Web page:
But the medicine alone is often not enough. What can add full value is the wrap-around support provided in addition to a specific treatment option, so it’s important to help healthcare professionals (HCPs) understand where such support is available. And while today’s treatments have made a big difference to the lives of many patients, there’s an ongoing need for holistic therapies that go beyond just providing an effective medicine.

We believe the key lies in understanding why IMIDs occur. Some IMIDs share inflammatory pathways that have become poorly regulated, and this presents an opportunity to develop drugs that could be used to treat multiple conditions.

Our approach of exploring new and different mechanisms of action has led us to investigate the use of biologics in multiple clinically distinct IMIDs, one example being in IBD. And it’s a process we aim to follow throughout our pipeline.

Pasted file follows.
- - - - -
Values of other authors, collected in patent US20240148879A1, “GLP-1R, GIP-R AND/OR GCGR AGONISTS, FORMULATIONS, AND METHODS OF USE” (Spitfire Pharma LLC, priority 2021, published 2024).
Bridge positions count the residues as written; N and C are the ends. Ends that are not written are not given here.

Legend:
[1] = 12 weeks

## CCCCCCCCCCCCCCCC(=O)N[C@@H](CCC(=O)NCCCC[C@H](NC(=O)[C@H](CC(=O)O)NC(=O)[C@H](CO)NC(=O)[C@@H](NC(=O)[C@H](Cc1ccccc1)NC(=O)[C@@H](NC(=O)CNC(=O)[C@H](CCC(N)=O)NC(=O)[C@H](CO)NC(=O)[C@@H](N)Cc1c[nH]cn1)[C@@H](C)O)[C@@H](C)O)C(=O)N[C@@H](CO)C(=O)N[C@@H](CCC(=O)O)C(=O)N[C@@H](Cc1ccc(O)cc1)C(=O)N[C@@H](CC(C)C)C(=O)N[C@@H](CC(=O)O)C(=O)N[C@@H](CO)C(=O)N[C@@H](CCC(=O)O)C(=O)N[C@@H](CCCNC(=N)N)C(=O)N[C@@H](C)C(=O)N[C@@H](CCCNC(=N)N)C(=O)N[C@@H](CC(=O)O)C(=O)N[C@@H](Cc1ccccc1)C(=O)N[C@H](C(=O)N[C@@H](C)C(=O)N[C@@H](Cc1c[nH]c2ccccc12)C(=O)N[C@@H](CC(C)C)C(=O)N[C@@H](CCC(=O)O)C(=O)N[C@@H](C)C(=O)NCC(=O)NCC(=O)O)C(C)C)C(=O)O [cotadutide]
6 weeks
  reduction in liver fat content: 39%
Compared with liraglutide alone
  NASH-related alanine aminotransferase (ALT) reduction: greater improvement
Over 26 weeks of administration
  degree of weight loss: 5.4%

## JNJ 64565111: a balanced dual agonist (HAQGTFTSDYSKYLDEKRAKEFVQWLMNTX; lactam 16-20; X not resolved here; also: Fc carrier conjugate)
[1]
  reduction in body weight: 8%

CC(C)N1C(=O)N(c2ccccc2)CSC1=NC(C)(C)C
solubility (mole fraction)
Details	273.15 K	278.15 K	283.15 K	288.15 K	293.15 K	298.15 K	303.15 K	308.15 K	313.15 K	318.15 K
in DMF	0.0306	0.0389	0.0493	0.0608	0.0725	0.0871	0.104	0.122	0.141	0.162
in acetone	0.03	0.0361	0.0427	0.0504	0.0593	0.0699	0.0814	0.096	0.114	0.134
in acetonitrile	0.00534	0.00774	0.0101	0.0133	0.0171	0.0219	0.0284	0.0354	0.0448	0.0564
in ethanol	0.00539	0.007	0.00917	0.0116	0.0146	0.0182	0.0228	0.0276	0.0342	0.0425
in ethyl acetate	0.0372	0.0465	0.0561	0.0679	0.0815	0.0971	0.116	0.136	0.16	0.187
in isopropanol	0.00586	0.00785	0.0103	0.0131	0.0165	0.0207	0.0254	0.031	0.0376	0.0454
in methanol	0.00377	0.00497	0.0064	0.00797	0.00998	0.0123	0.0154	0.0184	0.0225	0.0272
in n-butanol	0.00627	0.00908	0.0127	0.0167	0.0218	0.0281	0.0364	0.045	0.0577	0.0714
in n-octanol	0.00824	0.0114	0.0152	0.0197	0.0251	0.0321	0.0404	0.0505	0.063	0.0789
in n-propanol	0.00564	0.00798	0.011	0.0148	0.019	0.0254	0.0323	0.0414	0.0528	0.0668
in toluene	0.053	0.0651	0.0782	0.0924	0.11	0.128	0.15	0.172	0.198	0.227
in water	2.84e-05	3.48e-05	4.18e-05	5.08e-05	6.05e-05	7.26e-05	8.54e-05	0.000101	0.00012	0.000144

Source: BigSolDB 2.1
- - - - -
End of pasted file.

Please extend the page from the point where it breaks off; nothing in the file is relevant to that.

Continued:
Innovating for patients with IBD

It’s essential to understand the day-to-day challenges people face when living with IBD, so we can provide patients and HCPs with a range of treatment options and initiatives. We need to not only address therapeutic needs, but also help people become as informed as possible and minimise the daily impact of their disease.

For example, newly diagnosed patients can be confused and worried by the prospect of managing a chronic disease – so for the past six years, we have collaborated with the European Federation of Crohn’s and Ulcerative Colitis Associations (EFCCA) to develop the ‘My IBD Journey’ animation series. This initiative offers practical advice to patients about living well with IBD, and tackles topics such as work life, relationships and pregnancy.

Likewise, comprehensive disease management is challenging for patients and their care teams. In 2016, we began developing a potential solution, working closely with patient associations, scientific committees and advisory boards.